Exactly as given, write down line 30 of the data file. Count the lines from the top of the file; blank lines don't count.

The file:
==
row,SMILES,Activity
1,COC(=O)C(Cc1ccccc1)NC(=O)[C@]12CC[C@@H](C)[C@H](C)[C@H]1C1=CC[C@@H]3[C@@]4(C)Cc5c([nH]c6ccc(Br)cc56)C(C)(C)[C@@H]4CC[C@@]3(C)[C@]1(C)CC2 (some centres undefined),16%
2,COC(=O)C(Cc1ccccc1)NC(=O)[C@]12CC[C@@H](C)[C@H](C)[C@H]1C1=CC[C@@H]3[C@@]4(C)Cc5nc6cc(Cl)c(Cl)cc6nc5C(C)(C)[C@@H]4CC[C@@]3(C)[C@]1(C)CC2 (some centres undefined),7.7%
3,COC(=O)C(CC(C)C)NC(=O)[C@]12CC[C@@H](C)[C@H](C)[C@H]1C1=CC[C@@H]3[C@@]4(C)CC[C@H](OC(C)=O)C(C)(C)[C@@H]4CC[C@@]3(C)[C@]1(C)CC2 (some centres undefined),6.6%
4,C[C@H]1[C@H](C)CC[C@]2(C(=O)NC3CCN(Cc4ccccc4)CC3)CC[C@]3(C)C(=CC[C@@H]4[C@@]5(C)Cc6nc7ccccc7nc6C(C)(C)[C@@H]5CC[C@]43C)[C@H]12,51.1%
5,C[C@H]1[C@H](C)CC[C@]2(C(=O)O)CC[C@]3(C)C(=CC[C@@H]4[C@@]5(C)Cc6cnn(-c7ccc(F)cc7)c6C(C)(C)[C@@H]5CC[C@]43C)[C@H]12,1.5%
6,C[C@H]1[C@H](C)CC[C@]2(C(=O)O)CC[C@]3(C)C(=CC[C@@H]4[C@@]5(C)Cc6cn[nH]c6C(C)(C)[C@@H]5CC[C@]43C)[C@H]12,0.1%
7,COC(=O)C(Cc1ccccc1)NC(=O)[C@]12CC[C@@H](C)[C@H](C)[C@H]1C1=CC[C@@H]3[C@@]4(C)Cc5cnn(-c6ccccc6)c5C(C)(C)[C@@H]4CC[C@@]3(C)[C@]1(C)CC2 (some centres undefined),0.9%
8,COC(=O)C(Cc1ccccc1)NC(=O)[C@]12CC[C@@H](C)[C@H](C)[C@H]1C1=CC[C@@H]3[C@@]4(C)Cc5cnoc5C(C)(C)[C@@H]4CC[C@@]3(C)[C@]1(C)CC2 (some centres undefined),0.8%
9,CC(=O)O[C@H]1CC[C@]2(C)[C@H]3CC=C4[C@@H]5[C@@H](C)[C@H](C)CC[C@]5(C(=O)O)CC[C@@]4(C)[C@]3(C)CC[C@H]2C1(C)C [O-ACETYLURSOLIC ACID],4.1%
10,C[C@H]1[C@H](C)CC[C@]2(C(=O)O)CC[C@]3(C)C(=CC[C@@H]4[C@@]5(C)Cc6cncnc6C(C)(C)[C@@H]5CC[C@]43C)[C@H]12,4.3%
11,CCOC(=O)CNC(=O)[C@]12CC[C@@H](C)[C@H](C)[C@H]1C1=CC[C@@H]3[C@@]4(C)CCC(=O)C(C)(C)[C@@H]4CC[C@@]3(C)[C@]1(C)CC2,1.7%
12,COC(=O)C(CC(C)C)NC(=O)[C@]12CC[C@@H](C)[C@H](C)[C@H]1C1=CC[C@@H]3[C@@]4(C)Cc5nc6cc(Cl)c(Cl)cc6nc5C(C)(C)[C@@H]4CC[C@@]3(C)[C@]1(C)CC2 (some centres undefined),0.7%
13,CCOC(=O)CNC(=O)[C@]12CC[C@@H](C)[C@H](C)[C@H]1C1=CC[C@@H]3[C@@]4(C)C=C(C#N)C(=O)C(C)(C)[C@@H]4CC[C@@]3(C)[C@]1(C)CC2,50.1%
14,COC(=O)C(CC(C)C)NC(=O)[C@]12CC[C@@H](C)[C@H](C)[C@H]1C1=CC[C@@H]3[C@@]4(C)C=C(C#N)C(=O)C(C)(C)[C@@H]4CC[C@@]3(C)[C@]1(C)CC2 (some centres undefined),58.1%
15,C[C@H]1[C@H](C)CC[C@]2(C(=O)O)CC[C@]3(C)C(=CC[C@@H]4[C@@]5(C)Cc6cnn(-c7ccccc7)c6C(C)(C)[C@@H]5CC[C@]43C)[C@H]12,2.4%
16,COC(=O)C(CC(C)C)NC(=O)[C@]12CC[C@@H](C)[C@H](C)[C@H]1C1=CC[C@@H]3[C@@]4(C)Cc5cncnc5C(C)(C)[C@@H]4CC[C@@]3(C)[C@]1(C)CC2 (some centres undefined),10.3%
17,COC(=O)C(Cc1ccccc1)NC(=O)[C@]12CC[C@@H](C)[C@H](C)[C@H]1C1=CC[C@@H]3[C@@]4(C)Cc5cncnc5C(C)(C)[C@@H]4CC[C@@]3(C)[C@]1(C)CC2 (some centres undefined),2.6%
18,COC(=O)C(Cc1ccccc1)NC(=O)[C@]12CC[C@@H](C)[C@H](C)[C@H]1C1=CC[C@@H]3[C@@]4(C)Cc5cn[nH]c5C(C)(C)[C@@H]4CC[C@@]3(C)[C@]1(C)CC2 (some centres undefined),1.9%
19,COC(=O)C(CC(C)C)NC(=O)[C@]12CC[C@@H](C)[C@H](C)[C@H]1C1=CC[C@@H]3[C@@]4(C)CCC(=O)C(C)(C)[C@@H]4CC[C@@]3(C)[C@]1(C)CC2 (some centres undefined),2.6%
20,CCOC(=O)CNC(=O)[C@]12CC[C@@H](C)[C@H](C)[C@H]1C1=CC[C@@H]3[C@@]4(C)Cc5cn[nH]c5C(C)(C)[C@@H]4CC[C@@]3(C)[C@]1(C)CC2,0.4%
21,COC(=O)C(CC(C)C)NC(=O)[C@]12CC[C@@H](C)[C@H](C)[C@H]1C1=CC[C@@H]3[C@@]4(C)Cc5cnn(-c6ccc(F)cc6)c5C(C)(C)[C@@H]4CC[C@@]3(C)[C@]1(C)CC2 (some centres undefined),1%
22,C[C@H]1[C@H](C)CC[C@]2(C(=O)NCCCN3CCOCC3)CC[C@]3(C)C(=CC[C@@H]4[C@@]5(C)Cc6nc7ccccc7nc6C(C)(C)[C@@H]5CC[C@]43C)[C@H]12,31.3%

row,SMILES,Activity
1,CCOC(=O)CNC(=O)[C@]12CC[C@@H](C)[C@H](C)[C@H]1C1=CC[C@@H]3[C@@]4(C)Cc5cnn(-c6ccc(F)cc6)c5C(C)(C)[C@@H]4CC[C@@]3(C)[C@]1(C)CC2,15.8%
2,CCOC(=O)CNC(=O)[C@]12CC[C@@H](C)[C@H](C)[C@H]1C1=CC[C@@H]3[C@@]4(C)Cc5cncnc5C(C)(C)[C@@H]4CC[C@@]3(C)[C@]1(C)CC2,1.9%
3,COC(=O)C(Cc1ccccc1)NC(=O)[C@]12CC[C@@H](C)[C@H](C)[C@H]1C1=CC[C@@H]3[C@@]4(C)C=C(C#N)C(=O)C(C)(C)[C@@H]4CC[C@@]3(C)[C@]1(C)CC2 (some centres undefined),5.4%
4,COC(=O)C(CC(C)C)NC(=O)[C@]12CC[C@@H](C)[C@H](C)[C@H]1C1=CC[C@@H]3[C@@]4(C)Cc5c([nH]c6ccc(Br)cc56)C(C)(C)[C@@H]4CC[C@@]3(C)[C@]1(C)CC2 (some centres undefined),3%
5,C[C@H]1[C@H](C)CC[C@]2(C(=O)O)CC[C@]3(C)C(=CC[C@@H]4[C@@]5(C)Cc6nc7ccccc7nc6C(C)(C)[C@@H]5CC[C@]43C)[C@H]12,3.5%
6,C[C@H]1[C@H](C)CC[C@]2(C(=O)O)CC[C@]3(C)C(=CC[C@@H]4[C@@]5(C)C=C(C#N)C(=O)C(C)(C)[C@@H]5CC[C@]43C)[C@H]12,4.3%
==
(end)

6,C[C@H]1[C@H](C)CC[C@]2(C(=O)O)CC[C@]3(C)C(=CC[C@@H]4[C@@]5(C)C=C(C#N)C(=O)C(C)(C)[C@@H]5CC[C@]43C)[C@H]12,4.3%